Dogs are notoriously non-picky when it comes to the foods they will eat. If you are a dog owner, then chances are you have probably feed them a little bit of everything. A diet that is safe for human consumption, though, doesn’t necessarily equate to one that is safe for Fido.
Fortunately, we have taken the time to evaluate the overall safety and health benefits of different potential dog foods. That way, you can get the information you need about feeding your pet without the hazards of trial and error. Without further ado, here is all the information you need about feeding your dog celery.
Is Celery Safe for Dogs?
Celery is safe for canine consumption, though you might need some good luck getting them to eat it — presentation matters. You should make sure to clean the celery leaves and stalk before presenting it to your pooch. It is also worth considering organic celery, which does not have pesticides, herbicides, or insecticides.
Celery can be an inexpensive chew toy too. The celery sticks offer a low-calorie material that comes with a crunchy texture that your canine may love. Plus, the fibrous strands can help mitigate plaque while strengthening your dog’s jaw muscles.
Can Dogs Eat Celery-Related Products?
The odds are you eat celery raw with some form of condiment. That can include everything from blue cheese dip to peanut butter. Many other individuals use it as a garnish to decorate a salad, alcoholic beverage, or soup.
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Generally speaking, your dog will be able to enjoy celery in these forms, too. That said, you should proceed with some caution. Giving your pooch celery laced in a Blood Mary is not advisable, nor should you provide them with celery with an onion or garlic dip on it.
Celery has one of the highest water contents of any food as the raw version contains 95 percent water. That is second only to lettuce, which comes in at 96 percent. This composition makes celery an attractive option as a source of hydration.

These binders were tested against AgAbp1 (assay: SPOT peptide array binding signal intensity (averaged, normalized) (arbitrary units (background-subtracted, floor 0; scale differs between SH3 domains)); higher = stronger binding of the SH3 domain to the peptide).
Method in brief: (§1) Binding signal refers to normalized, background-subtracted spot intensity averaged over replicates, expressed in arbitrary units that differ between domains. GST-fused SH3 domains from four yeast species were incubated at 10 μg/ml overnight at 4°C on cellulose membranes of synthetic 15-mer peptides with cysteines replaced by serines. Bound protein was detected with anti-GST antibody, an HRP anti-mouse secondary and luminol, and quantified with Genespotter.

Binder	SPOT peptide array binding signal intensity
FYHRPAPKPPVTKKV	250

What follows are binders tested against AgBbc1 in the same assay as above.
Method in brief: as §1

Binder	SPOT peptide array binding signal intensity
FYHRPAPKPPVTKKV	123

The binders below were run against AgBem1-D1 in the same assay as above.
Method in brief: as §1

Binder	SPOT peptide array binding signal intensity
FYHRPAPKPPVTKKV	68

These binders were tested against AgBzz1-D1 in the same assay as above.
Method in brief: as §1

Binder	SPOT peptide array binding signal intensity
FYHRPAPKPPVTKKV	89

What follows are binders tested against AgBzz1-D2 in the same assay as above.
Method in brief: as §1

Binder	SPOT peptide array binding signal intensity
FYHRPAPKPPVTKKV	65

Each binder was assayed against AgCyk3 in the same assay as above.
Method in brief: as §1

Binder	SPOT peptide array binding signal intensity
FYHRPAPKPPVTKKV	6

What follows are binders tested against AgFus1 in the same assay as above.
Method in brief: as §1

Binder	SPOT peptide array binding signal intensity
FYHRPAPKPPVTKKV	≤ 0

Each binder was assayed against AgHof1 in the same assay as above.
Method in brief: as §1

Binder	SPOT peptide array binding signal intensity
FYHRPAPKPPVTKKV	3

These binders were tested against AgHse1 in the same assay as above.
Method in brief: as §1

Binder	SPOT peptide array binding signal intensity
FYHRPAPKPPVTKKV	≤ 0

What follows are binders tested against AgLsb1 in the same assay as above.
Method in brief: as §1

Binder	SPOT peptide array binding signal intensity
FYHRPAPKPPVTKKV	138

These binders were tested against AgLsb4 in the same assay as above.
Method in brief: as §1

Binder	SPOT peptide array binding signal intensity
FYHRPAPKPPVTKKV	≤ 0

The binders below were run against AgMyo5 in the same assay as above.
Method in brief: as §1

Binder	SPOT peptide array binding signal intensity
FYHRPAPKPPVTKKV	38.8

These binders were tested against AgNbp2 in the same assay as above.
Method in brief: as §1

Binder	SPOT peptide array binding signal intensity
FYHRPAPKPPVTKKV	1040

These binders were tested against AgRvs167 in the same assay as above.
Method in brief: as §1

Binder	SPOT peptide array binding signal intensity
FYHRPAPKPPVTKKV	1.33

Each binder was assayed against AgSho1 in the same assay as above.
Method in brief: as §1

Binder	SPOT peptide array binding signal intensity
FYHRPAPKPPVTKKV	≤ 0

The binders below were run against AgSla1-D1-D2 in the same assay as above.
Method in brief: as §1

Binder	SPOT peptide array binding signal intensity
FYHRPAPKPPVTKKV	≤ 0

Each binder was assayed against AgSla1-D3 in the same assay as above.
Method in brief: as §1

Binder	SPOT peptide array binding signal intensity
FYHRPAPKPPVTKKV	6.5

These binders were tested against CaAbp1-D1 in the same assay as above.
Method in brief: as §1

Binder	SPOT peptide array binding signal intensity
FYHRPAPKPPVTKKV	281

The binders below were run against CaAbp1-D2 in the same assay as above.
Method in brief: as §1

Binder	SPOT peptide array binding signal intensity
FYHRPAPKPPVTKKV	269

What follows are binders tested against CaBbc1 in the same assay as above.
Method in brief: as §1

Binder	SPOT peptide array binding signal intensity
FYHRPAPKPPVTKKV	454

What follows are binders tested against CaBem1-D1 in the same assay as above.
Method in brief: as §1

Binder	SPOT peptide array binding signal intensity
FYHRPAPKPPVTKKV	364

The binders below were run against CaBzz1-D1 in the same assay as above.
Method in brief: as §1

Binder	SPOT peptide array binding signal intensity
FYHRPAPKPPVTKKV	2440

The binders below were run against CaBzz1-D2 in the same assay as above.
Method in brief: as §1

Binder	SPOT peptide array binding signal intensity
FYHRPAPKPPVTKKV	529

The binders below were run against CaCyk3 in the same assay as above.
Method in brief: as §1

Humans get approximately 20 percent of their daily fluid intake from food. Having water-rich options like celery, broccoli, grapefruit, and vanilla yogurt makes it easier for us to get the water we need for a healthy and active lifestyle. While it is unclear whether dogs need the same percentage of fluid from food, they can get a sizeable portion from celery.
Juicing a cup of celery will yield approximately half a cup of water. Additionally, that water is a vibrant source of fiber and essential nutrients, such as vitamin K, vitamin A, vitamin B-2, folate, potassium, and pantothenic acid. It is also an excellent source of antioxidants.
Antioxidants are a crucial part of a dog’s bodily functions as they mitigate the potential damage of free radicals on cells. Celery provides this benefit through the compound apigenin and luteolin. Both have connections that suggest they can treat a range of different inflammations.
For instance, a 2017 study in the Central European Journal of Immunology found luteolin reduced swelling and immune responses in mice. The luteolin specifically targeted inflammation in the lungs and nasal passages. The same year, scientists published a study in the Journal of Cellular and Molecular Medicine, concluding that apigenin in celery can delay the aches and pains associated with arthritis.
Celery can also improve cardiovascular health. It contains chemicals known as antihypertensives, which work to lower blood pressure and put less strain on the heart. The vegetables may also aid against the metastasizing of cancer as well as high cholesterol.
The health drawbacks of celery are virtually zero. If there is a real concern, it is figuring out why your dog likes celery in the first place (just kidding). The most important thing to do is wash the celery leaves and stalk before serving it to eliminate unwanted pathogens.
It is also worth mentioning that the high-water content of celery can lead to increased urination. This result is believable considering the celery is majority water. If you find your dog peeing excessively, you should tamp down the number of vegetables you are giving your pup.
Summing It Up
You are free to let your dog eat as much celery as they want. The garden staple is a crunch and hydrating food, though, the odds are your four-legged friend won’t crave this stringy snack. If you’re going to increase the amount of celery in your canine’s diet, you can try adding peanut butter to the crevice or mixing bite-sized pieces into their dog food.
Celery is a non-toxic food with minimal risk for choking, even for small canines. Keep in mind, though your pup can eat celery, it does not mean that it is the best food for their diet. If you have any questions or concerns about the overall nutrition of your dog, reach out to your local veterinarian.